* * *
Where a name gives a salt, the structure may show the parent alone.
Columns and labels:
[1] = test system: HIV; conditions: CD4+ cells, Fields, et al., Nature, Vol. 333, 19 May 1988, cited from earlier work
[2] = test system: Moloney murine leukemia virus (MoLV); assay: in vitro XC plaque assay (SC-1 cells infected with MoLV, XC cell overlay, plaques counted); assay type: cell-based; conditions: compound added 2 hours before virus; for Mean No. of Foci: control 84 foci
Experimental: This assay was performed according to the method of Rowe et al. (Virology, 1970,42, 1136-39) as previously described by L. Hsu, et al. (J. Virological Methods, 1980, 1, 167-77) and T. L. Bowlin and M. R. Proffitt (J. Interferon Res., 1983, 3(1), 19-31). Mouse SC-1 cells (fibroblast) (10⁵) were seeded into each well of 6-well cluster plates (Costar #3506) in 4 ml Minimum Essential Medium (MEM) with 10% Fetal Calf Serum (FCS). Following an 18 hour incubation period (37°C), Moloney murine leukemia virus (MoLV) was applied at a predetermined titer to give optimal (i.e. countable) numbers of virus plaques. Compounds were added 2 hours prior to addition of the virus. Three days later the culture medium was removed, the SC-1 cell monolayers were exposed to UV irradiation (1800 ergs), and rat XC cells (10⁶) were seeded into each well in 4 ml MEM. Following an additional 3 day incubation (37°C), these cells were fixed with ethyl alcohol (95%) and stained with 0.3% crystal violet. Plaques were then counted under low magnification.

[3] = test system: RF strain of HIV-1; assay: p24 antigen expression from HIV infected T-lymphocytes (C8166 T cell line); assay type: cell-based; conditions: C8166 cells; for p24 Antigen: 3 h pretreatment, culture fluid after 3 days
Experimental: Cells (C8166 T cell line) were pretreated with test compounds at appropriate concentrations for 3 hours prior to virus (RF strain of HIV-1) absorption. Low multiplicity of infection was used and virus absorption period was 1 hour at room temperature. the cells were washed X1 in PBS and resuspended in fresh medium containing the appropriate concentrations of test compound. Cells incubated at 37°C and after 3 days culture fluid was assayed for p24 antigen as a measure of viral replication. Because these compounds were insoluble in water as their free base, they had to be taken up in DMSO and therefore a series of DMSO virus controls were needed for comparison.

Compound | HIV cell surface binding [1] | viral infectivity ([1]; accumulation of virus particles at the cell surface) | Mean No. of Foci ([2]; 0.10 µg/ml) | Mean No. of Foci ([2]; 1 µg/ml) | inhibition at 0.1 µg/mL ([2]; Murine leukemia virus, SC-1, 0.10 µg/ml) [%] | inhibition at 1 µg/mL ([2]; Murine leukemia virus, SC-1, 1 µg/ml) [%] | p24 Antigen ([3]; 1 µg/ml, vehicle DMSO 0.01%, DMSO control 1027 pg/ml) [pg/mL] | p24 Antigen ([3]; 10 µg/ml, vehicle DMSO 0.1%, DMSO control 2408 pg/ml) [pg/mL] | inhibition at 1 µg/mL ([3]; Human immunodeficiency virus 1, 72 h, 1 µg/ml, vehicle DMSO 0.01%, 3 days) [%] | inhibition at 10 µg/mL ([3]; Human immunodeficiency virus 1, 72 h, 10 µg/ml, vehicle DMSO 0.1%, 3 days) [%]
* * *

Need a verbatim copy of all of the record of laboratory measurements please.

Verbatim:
Where a name gives a salt, the structure may show the parent alone.
Columns and labels:
[1] = test system: HIV; conditions: CD4+ cells, Fields, et al., Nature, Vol. 333, 19 May 1988, cited from earlier work
[2] = test system: Moloney murine leukemia virus (MoLV); assay: in vitro XC plaque assay (SC-1 cells infected with MoLV, XC cell overlay, plaques counted); assay type: cell-based; conditions: compound added 2 hours before virus; for Mean No. of Foci: control 84 foci
Experimental: This assay was performed according to the method of Rowe et al. (Virology, 1970,42, 1136-39) as previously described by L. Hsu, et al. (J. Virological Methods, 1980, 1, 167-77) and T. L. Bowlin and M. R. Proffitt (J. Interferon Res., 1983, 3(1), 19-31). Mouse SC-1 cells (fibroblast) (10⁵) were seeded into each well of 6-well cluster plates (Costar #3506) in 4 ml Minimum Essential Medium (MEM) with 10% Fetal Calf Serum (FCS). Following an 18 hour incubation period (37°C), Moloney murine leukemia virus (MoLV) was applied at a predetermined titer to give optimal (i.e. countable) numbers of virus plaques. Compounds were added 2 hours prior to addition of the virus. Three days later the culture medium was removed, the SC-1 cell monolayers were exposed to UV irradiation (1800 ergs), and rat XC cells (10⁶) were seeded into each well in 4 ml MEM. Following an additional 3 day incubation (37°C), these cells were fixed with ethyl alcohol (95%) and stained with 0.3% crystal violet. Plaques were then counted under low magnification.

[3] = test system: RF strain of HIV-1; assay: p24 antigen expression from HIV infected T-lymphocytes (C8166 T cell line); assay type: cell-based; conditions: C8166 cells; for p24 Antigen: 3 h pretreatment, culture fluid after 3 days
Experimental: Cells (C8166 T cell line) were pretreated with test compounds at appropriate concentrations for 3 hours prior to virus (RF strain of HIV-1) absorption. Low multiplicity of infection was used and virus absorption period was 1 hour at room temperature. the cells were washed X1 in PBS and resuspended in fresh medium containing the appropriate concentrations of test compound. Cells incubated at 37°C and after 3 days culture fluid was assayed for p24 antigen as a measure of viral replication. Because these compounds were insoluble in water as their free base, they had to be taken up in DMSO and therefore a series of DMSO virus controls were needed for comparison.

Compound | HIV cell surface binding [1] | viral infectivity ([1]; accumulation of virus particles at the cell surface) | Mean No. of Foci ([2]; 0.10 µg/ml) | Mean No. of Foci ([2]; 1 µg/ml) | inhibition at 0.1 µg/mL ([2]; Murine leukemia virus, SC-1, 0.10 µg/ml) [%] | inhibition at 1 µg/mL ([2]; Murine leukemia virus, SC-1, 1 µg/ml) [%] | p24 Antigen ([3]; 1 µg/ml, vehicle DMSO 0.01%, DMSO control 1027 pg/ml) [pg/mL] | p24 Antigen ([3]; 10 µg/ml, vehicle DMSO 0.1%, DMSO control 2408 pg/ml) [pg/mL] | inhibition at 1 µg/mL ([3]; Human immunodeficiency virus 1, 72 h, 1 µg/ml, vehicle DMSO 0.01%, 3 days) [%] | inhibition at 10 µg/mL ([3]; Human immunodeficiency virus 1, 72 h, 10 µg/ml, vehicle DMSO 0.1%, 3 days) [%]